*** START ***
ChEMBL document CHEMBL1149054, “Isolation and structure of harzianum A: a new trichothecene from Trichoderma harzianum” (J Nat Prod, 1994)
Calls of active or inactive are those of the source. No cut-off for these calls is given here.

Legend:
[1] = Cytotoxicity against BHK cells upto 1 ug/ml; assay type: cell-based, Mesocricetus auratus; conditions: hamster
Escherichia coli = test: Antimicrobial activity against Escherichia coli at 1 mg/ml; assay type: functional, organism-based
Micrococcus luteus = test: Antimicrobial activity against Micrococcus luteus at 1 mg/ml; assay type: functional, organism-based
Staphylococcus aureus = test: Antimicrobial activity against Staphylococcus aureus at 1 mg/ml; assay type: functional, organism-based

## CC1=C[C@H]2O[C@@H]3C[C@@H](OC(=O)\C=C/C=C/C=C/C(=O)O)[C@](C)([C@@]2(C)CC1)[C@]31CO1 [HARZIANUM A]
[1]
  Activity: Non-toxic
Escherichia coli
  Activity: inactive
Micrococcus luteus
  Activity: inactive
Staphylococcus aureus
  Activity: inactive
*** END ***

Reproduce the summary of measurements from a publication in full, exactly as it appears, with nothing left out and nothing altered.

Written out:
ChEMBL document CHEMBL1149054, “Isolation and structure of harzianum A: a new trichothecene from Trichoderma harzianum” (J Nat Prod, 1994)
Calls of active or inactive are those of the source. No cut-off for these calls is given here.

Legend:
[1] = Cytotoxicity against BHK cells upto 1 ug/ml; assay type: cell-based, Mesocricetus auratus; conditions: hamster
Escherichia coli = test: Antimicrobial activity against Escherichia coli at 1 mg/ml; assay type: functional, organism-based
Micrococcus luteus = test: Antimicrobial activity against Micrococcus luteus at 1 mg/ml; assay type: functional, organism-based
Staphylococcus aureus = test: Antimicrobial activity against Staphylococcus aureus at 1 mg/ml; assay type: functional, organism-based

## CC1=C[C@H]2O[C@@H]3C[C@@H](OC(=O)\C=C/C=C/C=C/C(=O)O)[C@](C)([C@@]2(C)CC1)[C@]31CO1 [HARZIANUM A]
[1]
  Activity: Non-toxic
Escherichia coli
  Activity: inactive
Micrococcus luteus
  Activity: inactive
Staphylococcus aureus
  Activity: inactive